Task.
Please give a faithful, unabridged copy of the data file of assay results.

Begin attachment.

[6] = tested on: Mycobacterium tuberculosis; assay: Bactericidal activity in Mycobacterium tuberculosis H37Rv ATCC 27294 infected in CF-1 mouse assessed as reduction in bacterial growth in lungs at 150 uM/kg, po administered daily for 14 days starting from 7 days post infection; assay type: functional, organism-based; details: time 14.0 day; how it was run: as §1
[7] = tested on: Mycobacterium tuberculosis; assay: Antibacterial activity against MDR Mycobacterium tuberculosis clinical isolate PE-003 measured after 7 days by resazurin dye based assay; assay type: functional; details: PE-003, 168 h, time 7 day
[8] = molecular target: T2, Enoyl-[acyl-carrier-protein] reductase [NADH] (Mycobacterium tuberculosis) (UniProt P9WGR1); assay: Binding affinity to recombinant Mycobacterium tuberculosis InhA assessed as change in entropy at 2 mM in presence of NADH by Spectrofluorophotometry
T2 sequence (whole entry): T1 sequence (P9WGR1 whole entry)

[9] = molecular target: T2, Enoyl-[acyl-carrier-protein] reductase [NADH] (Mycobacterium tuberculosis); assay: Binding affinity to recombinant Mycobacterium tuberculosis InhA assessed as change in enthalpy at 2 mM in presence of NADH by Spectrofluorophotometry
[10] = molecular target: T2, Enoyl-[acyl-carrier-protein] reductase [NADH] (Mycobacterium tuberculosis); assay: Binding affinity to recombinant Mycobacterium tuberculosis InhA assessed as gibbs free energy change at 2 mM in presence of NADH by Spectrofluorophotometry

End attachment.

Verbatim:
[6] = tested on: Mycobacterium tuberculosis; assay: Bactericidal activity in Mycobacterium tuberculosis H37Rv ATCC 27294 infected in CF-1 mouse assessed as reduction in bacterial growth in lungs at 150 uM/kg, po administered daily for 14 days starting from 7 days post infection; assay type: functional, organism-based; details: time 14.0 day; how it was run: as §1
[7] = tested on: Mycobacterium tuberculosis; assay: Antibacterial activity against MDR Mycobacterium tuberculosis clinical isolate PE-003 measured after 7 days by resazurin dye based assay; assay type: functional; details: PE-003, 168 h, time 7 day
[8] = molecular target: T2, Enoyl-[acyl-carrier-protein] reductase [NADH] (Mycobacterium tuberculosis) (UniProt P9WGR1); assay: Binding affinity to recombinant Mycobacterium tuberculosis InhA assessed as change in entropy at 2 mM in presence of NADH by Spectrofluorophotometry
T2 sequence (whole entry): T1 sequence (P9WGR1 whole entry)

[9] = molecular target: T2, Enoyl-[acyl-carrier-protein] reductase [NADH] (Mycobacterium tuberculosis); assay: Binding affinity to recombinant Mycobacterium tuberculosis InhA assessed as change in enthalpy at 2 mM in presence of NADH by Spectrofluorophotometry
[10] = molecular target: T2, Enoyl-[acyl-carrier-protein] reductase [NADH] (Mycobacterium tuberculosis); assay: Binding affinity to recombinant Mycobacterium tuberculosis InhA assessed as gibbs free energy change at 2 mM in presence of NADH by Spectrofluorophotometry